A fresh coat of paint transforms an existing space like little else. In the kitchen, cabinets are the de facto walls and need just as much attention as any other wall. New paint – either in the cabinets’ existing color or in an all-new hue – will bring life and energy to a room that gets much attention, and H.J. Holtz & Son’s experienced team knows how to tackle the job.
Watch our video and see how we do it!
The H.J. Holtz & Son decorative arts team is excited to try something new.
At last fall’s International Decorative Artists League (IDAL) convention, the team – Brian Smith, Logan Porter, and Eli Smith – attended a full-day class on Diamond Coat, an epoxy resin surface that can be used for countertops, flooring, and even walls.
Professional meetings and conferences are where people go to learn from others in the same field: what works, what doesn’t, what to do. Through workshops and casual conversations, tips and tools of the trade are revealed and shared.
Last fall’s annual convention of the Middle Atlantic Council of the Painting Contractors Association (PCA) gave attendees the opportunity to hear from H.J. Holtz & Son painting company president Rick Holtz and his business coach, Bill Silverman. The two spoke in a session titled “Transforming from Plateaued and Frustrated to Growing a Profitable, Smooth-running Business.”
For the H.J. Holtz & Son decorative arts team – Brian Smith, Logan Porter and Eli Smith – attending the annual International Decorative Artists League (IDAL) conference is a highlight of their year.
The annual gathering in Charlotte, N.C., gives craftspersons a chance to learn new techniques and connect with other artisans. This year was no different as they learned a gorgeous technique to customize your home's interior.
H.J. Holtz & Son President Rick Holtz believes everyone in the company contributes to its success – and should share in that success, financially.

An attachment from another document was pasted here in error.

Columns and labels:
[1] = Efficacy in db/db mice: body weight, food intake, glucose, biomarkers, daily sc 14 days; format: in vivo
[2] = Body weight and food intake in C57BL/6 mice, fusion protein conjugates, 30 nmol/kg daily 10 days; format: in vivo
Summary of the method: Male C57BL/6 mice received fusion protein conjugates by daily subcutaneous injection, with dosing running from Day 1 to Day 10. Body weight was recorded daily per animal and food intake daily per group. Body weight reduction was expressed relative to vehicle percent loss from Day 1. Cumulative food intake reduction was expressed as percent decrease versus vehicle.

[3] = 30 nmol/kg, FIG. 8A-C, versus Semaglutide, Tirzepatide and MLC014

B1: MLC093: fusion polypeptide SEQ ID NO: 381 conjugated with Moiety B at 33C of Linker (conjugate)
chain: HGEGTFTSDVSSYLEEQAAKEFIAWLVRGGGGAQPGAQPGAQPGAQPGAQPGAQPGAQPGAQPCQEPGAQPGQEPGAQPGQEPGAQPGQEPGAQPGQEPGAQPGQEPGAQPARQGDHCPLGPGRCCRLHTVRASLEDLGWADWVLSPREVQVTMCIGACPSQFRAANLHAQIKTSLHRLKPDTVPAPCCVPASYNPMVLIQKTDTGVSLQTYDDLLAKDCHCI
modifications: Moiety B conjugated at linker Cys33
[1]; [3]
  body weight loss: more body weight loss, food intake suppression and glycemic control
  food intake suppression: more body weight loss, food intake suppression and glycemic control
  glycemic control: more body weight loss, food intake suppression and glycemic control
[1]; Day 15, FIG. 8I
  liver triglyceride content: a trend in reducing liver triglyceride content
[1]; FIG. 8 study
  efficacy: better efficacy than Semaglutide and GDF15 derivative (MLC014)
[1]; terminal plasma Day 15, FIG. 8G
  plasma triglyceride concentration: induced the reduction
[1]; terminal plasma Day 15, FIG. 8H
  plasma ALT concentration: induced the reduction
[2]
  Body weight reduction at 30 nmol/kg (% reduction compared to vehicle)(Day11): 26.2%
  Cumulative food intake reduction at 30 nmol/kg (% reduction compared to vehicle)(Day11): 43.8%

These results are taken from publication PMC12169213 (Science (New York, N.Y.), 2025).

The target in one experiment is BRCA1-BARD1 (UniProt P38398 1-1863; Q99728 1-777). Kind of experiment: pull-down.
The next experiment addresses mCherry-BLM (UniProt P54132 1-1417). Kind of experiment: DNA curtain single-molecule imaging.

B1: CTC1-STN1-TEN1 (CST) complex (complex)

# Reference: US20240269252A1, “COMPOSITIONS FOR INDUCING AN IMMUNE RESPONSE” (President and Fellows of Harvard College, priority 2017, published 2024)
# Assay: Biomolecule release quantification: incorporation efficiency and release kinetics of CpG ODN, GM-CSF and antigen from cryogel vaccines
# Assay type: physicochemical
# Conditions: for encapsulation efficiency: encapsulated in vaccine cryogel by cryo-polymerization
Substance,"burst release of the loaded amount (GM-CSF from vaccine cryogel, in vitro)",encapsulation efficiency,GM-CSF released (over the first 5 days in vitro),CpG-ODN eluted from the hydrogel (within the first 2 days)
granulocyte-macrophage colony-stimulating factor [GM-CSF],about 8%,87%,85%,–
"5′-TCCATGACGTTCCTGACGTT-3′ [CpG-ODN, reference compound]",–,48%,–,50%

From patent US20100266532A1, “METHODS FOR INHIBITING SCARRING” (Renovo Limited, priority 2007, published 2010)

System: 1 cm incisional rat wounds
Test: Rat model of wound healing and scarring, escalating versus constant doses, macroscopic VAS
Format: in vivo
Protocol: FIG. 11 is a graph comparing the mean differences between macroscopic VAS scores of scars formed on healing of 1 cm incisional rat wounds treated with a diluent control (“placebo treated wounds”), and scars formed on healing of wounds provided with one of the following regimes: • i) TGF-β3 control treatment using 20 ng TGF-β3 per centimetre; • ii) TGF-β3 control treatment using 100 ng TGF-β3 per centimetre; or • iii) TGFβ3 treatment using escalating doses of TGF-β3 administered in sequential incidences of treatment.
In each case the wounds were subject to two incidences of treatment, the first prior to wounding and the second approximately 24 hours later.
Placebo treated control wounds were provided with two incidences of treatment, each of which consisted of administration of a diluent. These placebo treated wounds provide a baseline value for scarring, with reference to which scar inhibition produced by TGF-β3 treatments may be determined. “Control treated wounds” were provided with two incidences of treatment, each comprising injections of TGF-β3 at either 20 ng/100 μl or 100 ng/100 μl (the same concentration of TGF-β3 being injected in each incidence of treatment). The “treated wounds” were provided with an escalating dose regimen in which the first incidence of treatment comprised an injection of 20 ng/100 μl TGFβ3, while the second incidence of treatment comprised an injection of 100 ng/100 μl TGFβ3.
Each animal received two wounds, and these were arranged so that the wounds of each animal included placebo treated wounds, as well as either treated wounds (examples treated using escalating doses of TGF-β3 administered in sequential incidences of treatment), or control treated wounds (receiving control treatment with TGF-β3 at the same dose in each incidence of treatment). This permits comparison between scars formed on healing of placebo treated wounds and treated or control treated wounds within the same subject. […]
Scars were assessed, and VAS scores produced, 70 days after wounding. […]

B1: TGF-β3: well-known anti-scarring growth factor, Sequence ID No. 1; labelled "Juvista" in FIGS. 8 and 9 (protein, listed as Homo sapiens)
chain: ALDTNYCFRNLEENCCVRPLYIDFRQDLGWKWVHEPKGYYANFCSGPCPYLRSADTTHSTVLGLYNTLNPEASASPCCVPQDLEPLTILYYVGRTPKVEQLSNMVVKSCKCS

Shane Legano and James Draine, experienced paper hangers with H.J. Holtz & Son, are already implementing strategies they saw at the Wallcovering Installers Association annual convention last month.
Everyone knew it was a big job. Congregation Beth Ahabah’s mural was given in 1913 by the Ladies’ Auxiliary and is the focal point of the synagogue’s formal sanctuary. Spanning 30 feet end to end and reaching a height of 50 feet at its apex, the proscenium arch had cracked plaster, and faded and dirty paint. It needed repairs and repainting – a full restoration. In eight weeks’ time.
See the remarkable video and pictures of the restoration.
Summer is always a busy time for H.J. Holtz & Son, as clients explore ways to freshen or re-imagine their living spaces. To help with the added workload – as well as to cultivate a next generation of craftspeople – the company annually hires a crew of teen and young adult workers, who learn alongside Holtz’s experienced team members.
Today’s painting projects require much more than brushes, rollers and drop cloths. H.J. Holtz & Son has a range of highly specialized equipment to create the best finished product while ensuring the safety of staff and homeowners.
Every project, at its heart, is about fixing something that’s not right, says H.J. Holtz & Son President Rick Holtz. “Customers bring us their problems, and we work with them to find solutions."